Measuring quality loss. Even though you have concluded that the quality loss function is probably quadratic in nature, you still do not know precisely how to measure quality loss. However, you know that whatever measure you decide upon should reflect the quadratic nature of the function.

Signal, noise, and control factors. The product of ideal quality should always respond in exactly the same manner to the signals provided by the user. When you turn the key in the ignition of your car you expect that the starter motor turns and the engine starts. In the ideal-quality car, the starting process would always proceed in exactly the same manner - for example, after three turns of the starter motor the engine comes to life. If, in response to the same signal (turning the ignition key) there is random variability in this process, then you have less than ideal quality. For example, due to such uncontrollable factors as extreme cold, humidity, engine wear, etc. the engine may sometimes start only after turning over 20 times and finally not start at all. This example illustrates the key principle in measuring quality according to Taguchi: You want to minimize the variability in the product's performance in response to noise factors while maximizing the variability in response to signal factors.

Noise factors are those that are not under the control of the operator of a product. In the car example, those factors include temperature changes, different qualities of gasoline, engine wear, etc. Signal factors are those factors that are set or controlled by the operator of the product to make use of its intended functions (turning the ignition key to start the car).

Finally, the goal of your quality improvement effort is to find the best settings of factors under your control that are involved in the production process, in order to maximize the S/N ratio; thus, the factors in the experiment represent control factors.

S/N ratios. The conclusion of the previous paragraph is that quality can be quantified in terms of the respective product's response to noise factors and signal factors. The ideal product will only respond to the operator's signals and will be unaffected by random noise factors (weather, temperature, humidity, etc.). Therefore, the goal of your quality improvement effort can be stated as attempting to maximize the signal-to-noise (S/N) ratio for the respective product. The S/N ratios described in the following paragraphs have been proposed by Taguchi (1987). These S/N ratios can be computed with the Taguchi robust design options in the Experimental Design module. You can compute these S/N ratios for any data with STATISTICA Visual BASIC, and use the resulting values with all designs available in the Experimental Design module (e.g., you could use S/N ratios in the context of a response surface experiment).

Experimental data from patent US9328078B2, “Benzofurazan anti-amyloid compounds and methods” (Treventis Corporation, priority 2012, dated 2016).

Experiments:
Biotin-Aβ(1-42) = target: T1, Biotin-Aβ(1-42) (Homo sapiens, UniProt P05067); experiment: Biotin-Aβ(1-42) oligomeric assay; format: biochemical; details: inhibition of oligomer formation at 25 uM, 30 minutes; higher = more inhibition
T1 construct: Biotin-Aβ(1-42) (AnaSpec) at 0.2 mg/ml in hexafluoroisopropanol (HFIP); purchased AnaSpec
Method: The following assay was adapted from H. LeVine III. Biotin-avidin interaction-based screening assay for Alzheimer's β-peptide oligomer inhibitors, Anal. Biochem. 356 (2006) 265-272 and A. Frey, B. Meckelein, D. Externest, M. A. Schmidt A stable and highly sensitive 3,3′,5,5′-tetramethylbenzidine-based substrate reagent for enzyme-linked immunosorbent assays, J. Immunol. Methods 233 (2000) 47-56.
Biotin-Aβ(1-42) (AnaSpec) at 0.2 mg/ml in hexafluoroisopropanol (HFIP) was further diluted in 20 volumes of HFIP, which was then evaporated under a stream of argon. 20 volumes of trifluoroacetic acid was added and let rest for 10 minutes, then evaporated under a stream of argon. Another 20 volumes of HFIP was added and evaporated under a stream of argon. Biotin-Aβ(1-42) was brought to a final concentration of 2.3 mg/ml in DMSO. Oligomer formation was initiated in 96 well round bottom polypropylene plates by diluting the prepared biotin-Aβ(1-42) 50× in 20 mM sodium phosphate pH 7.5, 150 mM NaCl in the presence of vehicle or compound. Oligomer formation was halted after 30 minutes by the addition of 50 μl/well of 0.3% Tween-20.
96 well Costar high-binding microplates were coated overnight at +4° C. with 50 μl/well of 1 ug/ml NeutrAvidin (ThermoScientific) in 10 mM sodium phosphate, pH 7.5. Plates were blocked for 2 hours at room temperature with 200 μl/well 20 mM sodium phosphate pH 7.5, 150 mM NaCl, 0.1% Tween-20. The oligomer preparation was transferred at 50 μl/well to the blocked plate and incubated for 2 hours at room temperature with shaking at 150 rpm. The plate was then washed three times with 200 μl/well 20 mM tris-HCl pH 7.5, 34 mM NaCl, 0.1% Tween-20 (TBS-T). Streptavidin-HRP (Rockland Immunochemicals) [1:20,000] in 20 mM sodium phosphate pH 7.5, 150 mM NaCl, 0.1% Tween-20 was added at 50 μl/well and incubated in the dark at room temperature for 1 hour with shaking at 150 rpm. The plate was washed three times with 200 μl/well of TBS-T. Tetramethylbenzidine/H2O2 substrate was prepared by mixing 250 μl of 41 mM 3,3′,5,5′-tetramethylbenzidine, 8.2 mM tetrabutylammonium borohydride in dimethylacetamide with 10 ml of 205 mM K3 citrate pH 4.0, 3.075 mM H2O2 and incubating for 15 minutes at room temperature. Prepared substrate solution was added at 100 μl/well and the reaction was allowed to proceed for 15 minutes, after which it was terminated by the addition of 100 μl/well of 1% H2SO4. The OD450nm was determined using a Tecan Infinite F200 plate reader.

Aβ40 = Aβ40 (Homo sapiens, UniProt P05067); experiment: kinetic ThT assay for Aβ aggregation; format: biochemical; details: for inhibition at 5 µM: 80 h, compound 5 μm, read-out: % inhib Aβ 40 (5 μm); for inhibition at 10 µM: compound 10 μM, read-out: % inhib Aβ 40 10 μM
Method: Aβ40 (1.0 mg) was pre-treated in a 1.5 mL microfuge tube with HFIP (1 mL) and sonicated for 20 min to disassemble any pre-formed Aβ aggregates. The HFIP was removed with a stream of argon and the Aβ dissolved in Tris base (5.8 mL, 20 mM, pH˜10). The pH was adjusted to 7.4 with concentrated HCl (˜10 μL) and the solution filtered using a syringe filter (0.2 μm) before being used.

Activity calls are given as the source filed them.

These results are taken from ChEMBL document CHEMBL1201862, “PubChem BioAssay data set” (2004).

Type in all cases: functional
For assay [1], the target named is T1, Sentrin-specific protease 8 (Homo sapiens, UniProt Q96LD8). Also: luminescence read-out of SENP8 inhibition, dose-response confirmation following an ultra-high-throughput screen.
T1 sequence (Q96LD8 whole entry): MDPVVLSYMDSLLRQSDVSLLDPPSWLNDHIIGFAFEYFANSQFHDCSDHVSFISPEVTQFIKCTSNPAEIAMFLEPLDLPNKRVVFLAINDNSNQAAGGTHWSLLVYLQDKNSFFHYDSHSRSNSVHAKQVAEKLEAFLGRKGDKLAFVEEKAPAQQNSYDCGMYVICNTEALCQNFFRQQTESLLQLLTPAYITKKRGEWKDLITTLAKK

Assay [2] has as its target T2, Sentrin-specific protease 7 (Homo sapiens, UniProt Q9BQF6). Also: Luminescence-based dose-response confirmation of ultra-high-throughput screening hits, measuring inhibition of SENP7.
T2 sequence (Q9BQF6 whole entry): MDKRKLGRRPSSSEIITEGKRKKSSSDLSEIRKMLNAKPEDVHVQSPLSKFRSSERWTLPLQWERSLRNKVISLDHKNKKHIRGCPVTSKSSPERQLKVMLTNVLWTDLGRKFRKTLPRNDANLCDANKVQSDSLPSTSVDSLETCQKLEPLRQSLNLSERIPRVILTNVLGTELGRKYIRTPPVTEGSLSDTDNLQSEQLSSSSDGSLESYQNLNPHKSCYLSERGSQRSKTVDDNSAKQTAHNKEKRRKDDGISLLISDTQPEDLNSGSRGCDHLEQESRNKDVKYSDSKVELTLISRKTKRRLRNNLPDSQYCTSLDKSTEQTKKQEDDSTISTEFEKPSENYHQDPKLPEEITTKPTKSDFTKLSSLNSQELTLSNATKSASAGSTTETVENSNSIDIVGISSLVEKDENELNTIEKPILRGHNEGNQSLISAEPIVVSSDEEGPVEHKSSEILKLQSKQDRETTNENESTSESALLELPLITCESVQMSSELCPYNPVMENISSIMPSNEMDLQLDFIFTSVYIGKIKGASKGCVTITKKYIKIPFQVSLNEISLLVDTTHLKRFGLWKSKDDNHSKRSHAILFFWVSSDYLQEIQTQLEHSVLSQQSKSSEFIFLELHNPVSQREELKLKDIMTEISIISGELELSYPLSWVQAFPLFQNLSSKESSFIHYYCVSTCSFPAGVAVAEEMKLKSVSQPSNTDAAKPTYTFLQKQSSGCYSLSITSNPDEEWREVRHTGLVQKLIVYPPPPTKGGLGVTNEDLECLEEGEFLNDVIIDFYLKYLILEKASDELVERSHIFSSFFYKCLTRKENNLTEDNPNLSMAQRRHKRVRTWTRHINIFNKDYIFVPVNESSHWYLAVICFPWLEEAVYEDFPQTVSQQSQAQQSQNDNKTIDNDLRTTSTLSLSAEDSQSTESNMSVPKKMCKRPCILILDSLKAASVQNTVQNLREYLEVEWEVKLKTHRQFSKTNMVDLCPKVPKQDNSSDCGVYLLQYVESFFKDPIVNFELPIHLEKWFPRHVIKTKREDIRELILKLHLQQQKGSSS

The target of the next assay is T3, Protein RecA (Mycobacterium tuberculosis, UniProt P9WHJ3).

Smaller-the-better. In cases where you want to minimize the occurrences of some undesirable product characteristics, you would compute the following S/N ratio:

Eta = -10 * log10 [(1/n) * S(yi2)] for i = 1 to no. vars (see outer arrays.)

Here, Eta is the resultant S/N ratio; n is the number of observations on the particular product, and y is the respective characteristic. For example, the number of flaws in the paint on an automobile could be measured as the y variable and analyzed via this S/N ratio. The effect of the signal factors is zero, since zero flaws is the only intended or desired state of the paint on the car. Note how this S/N ratio is an expression of the assumed quadratic nature of the loss function. The factor -10 ensures that this ratio measures the inverse of "bad quality;" the more flaws in the paint, the greater is the sum of the squared number of flaws, and the smaller (i.e., more negative) the S/N ratio. Thus, maximizing this ratio will increase quality.

Nominal-the-best. Here, you have a fixed signal value (nominal value), and the variance around this value can be considered the result of noise factors:

Eta = 10 * log10 (Mean2/Variance)

This signal-to-noise ratio could be used whenever ideal quality is equated with a particular nominal value. For example, the size of piston rings for an automobile engine must be as close to specification as possible to ensure high quality.

Larger-the-better. Examples of this type of engineering problem are fuel economy (miles per gallon) of an automobile, strength of concrete, resistance of shielding materials, etc. The following S/N ratio should be used:

Eta = -10 * log10 [(1/n) * S(1/yi2)] for i = 1 to no. vars (see outer arrays.)

Signed target. This type of S/N ratio is appropriate when the quality characteristic of interest has an ideal value of 0 (zero), and both positive and negative values of the quality characteristic may occur. For example, the dc offset voltage of a differential operational amplifier may be positive or negative (see Phadke, 1989). The following S/N ratio should be used for these types of problems:

Eta = -10 * log10(s2)

where s2 stands for the variance of the quality characteristic across the measurements (variables).

Fraction defective. This S/N ratio is useful for minimizing scrap, minimizing the percent of patients who develop side-effects to a drug, etc. Taguchi also refers to the resultant Eta values as Omegas; note that this S/N ratio is identical to the familiar logit transformation (see also Nonlinear Estimation):

Eta = -10 * log10[p/(1-p)]

where p is the proportion defective.

Ordered categories (the accumulation analysis). In some cases, measurements on a quality characteristic can only be obtained in terms of categorical judgments. For example, consumers may rate a product as excellent, good, average, or below average. In that case, you would attempt to maximize the number of excellent or good ratings. Typically, the results of an accumulation analysis are summarized graphically in a stacked bar plot.